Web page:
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Just three years into his tenure as president, Benigno “Noynoy” Aquino III has managed to transform the Philippines from the sick man of Asia into one of its most promising players. The country’s economy is one of the region’s fastest growing, corruption is decreasing, and, thanks to a new peace deal, a Muslim rebellion in the country’s south has died down. Aquino’s success follows more than a decade of hardball politics and sputtering growth under his controversial predecessors, Joseph Estrada, who held power from 1998 to 2001, and Gloria Macapagal-Arroyo, who occupied the presidency from 2001 to 2010. Defying expectations, Noynoy began his term by parting with that legacy and instilling new public trust in state institutions.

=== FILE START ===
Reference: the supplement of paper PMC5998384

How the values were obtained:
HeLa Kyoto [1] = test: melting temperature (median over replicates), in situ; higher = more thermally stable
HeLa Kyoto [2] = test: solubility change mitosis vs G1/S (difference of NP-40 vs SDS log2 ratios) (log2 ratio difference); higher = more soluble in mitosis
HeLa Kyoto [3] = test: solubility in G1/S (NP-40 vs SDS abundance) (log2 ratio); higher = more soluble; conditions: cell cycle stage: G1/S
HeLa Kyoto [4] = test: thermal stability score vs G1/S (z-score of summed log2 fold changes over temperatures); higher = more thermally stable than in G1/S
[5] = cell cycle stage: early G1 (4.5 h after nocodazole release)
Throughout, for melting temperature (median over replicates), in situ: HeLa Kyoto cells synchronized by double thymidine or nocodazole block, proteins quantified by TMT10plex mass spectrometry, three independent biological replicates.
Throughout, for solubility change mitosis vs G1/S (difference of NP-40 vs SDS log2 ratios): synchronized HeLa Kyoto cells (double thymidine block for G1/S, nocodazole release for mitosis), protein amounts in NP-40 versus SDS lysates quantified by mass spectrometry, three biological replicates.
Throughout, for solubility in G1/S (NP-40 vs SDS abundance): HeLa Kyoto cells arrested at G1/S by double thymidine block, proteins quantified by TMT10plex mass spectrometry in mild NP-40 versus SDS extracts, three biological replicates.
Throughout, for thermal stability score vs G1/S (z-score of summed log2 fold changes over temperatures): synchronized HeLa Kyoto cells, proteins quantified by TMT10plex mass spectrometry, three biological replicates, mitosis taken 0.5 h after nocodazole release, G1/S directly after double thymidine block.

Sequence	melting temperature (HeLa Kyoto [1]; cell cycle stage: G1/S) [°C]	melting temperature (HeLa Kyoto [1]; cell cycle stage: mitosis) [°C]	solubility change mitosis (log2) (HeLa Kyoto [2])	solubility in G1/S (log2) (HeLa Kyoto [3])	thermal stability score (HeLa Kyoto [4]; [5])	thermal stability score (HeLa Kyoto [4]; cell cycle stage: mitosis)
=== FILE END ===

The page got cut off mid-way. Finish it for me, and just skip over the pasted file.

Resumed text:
In recent months, however, the president’s political fortunes have taken a dramatic turn. Lack of inclusive growth and excessive delays in big-ticket infrastructure projects have chipped away at his political capital, and his approval ratings have declined precipitously. Noynoy has also taken on the judiciary, threatening to upend the country’s existing system of checks and balances. Further, his flirtation with a second term in office, which would require a revision of the 1987 constitution, set off alarm bells among political elites and everyday voters alike. So, too, has his aggressive anticorruption campaign -- a centerpiece of his administration -- which many fear is simply a tool to serve his own political ends. Aquino, it seems, can no longer can take his popularity for granted.
THE WAY UP